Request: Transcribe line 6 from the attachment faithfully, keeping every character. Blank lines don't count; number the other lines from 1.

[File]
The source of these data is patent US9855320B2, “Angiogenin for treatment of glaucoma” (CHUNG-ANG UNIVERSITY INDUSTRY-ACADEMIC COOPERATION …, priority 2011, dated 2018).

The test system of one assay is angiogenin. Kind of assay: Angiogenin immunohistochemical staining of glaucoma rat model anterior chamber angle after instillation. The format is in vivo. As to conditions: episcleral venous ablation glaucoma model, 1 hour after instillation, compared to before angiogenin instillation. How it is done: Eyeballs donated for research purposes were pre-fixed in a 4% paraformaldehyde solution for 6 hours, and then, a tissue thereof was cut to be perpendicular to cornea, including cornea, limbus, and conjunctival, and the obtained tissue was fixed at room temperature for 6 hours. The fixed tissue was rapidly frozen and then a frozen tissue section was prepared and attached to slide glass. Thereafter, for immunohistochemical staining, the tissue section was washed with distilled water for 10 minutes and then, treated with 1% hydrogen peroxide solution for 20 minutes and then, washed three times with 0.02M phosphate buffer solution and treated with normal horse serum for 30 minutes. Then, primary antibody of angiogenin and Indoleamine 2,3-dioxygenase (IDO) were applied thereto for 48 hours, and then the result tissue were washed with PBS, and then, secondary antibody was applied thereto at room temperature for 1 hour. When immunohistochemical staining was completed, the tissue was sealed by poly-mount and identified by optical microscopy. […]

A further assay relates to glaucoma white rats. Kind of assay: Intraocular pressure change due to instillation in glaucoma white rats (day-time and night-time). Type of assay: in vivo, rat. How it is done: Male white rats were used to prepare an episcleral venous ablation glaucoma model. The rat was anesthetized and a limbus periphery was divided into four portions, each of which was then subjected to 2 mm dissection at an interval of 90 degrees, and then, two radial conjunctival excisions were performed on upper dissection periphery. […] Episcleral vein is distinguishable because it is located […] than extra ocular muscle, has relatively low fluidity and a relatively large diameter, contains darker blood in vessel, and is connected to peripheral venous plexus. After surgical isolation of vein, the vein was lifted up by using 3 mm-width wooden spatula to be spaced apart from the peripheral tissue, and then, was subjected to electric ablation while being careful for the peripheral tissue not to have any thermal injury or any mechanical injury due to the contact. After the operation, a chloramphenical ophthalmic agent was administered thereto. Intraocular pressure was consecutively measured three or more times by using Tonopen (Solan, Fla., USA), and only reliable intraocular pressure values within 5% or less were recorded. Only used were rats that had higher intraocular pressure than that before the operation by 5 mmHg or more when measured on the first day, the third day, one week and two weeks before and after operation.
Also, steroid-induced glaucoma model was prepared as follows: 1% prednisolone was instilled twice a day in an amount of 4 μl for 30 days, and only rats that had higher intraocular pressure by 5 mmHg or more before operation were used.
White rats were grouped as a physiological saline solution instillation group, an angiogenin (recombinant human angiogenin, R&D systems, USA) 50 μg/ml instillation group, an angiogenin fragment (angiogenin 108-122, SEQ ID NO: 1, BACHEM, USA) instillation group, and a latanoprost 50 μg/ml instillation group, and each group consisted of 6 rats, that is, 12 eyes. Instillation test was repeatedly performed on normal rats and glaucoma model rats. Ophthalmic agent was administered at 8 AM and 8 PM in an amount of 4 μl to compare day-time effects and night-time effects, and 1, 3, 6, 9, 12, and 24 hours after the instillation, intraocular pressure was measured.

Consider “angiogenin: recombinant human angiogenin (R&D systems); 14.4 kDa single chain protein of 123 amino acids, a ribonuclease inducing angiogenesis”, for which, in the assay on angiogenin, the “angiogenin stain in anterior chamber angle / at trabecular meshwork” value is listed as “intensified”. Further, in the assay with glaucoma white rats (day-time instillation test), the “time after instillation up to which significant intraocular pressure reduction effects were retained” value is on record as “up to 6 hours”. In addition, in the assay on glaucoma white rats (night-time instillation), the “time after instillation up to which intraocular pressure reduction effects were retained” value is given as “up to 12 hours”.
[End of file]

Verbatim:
Consider “angiogenin: recombinant human angiogenin (R&D systems); 14.4 kDa single chain protein of 123 amino acids, a ribonuclease inducing angiogenesis”, for which, in the assay on angiogenin, the “angiogenin stain in anterior chamber angle / at trabecular meshwork” value is listed as “intensified”. Further, in the assay with glaucoma white rats (day-time instillation test), the “time after instillation up to which significant intraocular pressure reduction effects were retained” value is on record as “up to 6 hours”. In addition, in the assay on glaucoma white rats (night-time instillation), the “time after instillation up to which intraocular pressure reduction effects were retained” value is given as “up to 12 hours”.